Bloke in the Kitchen. Barbecued seafood with avocado and palm hearts


Taking the mystery and fear out of cooking

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Shrimps on the barbie: this lot are pretty small, but see what you can find

Seeing actual fish on a barbecue is relatively rare and there is a reason for that. Food tends to stick to the bars on a barbecue and fish is soft, so it is too easy to tear it, break it, and generally make a mess of it. With a nice big steak from some chunky fish such as salmon you might be okay, but other than that it is quite a challenge.

It helps if the bars are shiny and clean, but that means you have to cook the fish first, and anyway, how many of us have the time or inclination to get the thing back to pristine condition? We’ll clean it, yes, scrub it with a scouring pad and maybe take a nostalgic trip down Brillo Pad Lane, but there are likely to be brown spots where it should be gleaming like a lake in a fairy story.

If you’re a real fish fiend and determined to have a go, the best thing is to buy some of those fish-shaped sort of cages. You put a fish inside and close it, and the flesh doesn’t actually touch the barbecue at all. The cage does, and the fish is right next to it, so it cooks but doesn’t stick.

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Fish holders, cages, baskets, contraptions. Whatever you call them, they keep the delicate flesh from sticking to the bars.

The best I can find as a technical term is “fish holder”, so if you’re trying to explain it to the assistant in the shop that sells this kind of thing, you’re going to be doing some descriptive business with your hands.

Alternatively, you could wrap a piece of fish in aluminium foil and slap that on, just as you put it in the oven. A fish fillet, a slice of lemon or some herbs on top, place it on some foil and wrap it up. It won’t have any of the barbecue flavor, but it will cook.

Remember, too, that fish generally takes less time, so however you choose to do it, make sure you don’t overcook it.

Far easier is to use prawns, or some other kind of seafood such as scallops, and because these are relatively small, they are often done on skewers (permanent steel ones or single-use wooden). This means you get kebabs, and you can either make a whole skewer of, say, shrimps, or mix in pieces of pepper or other roastable vegetables.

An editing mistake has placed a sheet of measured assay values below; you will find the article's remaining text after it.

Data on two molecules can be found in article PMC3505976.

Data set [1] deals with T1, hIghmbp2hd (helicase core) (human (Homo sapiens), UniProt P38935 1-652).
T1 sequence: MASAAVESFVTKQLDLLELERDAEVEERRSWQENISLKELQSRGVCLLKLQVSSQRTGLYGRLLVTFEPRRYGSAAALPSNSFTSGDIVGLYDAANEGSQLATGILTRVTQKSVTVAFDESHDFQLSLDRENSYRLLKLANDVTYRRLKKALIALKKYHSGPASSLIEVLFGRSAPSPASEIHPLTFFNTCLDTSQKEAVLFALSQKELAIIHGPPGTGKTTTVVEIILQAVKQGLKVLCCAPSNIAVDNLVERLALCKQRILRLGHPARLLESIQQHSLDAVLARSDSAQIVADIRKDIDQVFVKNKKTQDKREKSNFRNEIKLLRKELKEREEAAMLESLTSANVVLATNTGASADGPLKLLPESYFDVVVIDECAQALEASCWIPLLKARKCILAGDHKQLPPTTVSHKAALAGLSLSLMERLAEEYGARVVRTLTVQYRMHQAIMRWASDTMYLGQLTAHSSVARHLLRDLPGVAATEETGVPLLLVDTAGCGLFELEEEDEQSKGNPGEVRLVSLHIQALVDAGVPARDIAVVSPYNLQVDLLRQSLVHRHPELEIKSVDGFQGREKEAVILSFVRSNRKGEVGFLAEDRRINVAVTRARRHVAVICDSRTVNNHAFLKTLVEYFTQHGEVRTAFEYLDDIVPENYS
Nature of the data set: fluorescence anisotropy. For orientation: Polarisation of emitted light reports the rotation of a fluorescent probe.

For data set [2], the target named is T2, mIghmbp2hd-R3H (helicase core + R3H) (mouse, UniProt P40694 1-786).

If you do that, try to make sure the pieces don’t stick out much further than the shrimps or scallops, or they will get burnt before the shrimps are done.

Cheap disposable barbecue, wooden skewers, some prawns and rings of squid. Elementary, my dear Watson

Squid does pretty well on a barbecue. If you use baby ones, you will need to clean them to get all the gunge out, but once that is done, sling them on the bars for a couple of minutes and they’re ready. For preparation, check out my recipe for Sea-Flavoured Squid: on the homepage, click on the search tool and type squid.

The most important thing to remember when barbecuing anything is that it’s not the smooth, predictable process you find in a good kitchen. Out there you’re thinking on your feet, making it up as you go along and just getting the job done.

Which brings us to the accompaniments. To go with fish there is a great, easy sauce called Chermoula. Click the search tool on the homepage and type chermoula.

Knock up a potato salad. Cut the spuds into chunks and boil them, then cool and drain them and mix in some mayonnaise plus a sprinkling of chopped parsley (mainly for decoration). Don’t be stingy with the mayo. A little salt and pepper and there’s your bulk, your carbohydrates.

You could do something similar with pasta (fusilli, farfalle, penne etc.): cook it, cool it, drain it, add some mayo or even just olive oil and herbs, maybe some diced tomato or cucumber. Radishes, capers… Do what you like: it’s not governed by the Ten Commandments.

As for vegetable salads etc, it is tempting to knock up a standard-issue lettuce-based number, but we all know people only eat a few forkfuls out of a sense of duty.

But if you want to give your guests something they will actually like, here is a fantastic quick salad dish: avocado with palm hearts. It depends on there being some nice ripe avocados available, but let’s assume there are. Any decent supermarket or deli will have cans of palm hearts. They come in a sort of brine to keep them in good condition, and the hearts look like white candles, not a million miles away from asparagus, but with a flavour all their own.

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Palm hearts: the avocado’s secret love

So, peel and slice the avocados – nice big slices if people are sitting down, or you can cut them up if everybody’s standing up, juggling with wine glasses. Open a can of palm hearts and drain off the brine. Lay one or two over the avocado (again, cut them up if people are going to find it difficult to use a knife and fork).

You will hear one three-part question: “What are these things, where can I get some and why have I never noticed them before?” Then a statement-question: “Aren’t they just perfect with avocados.”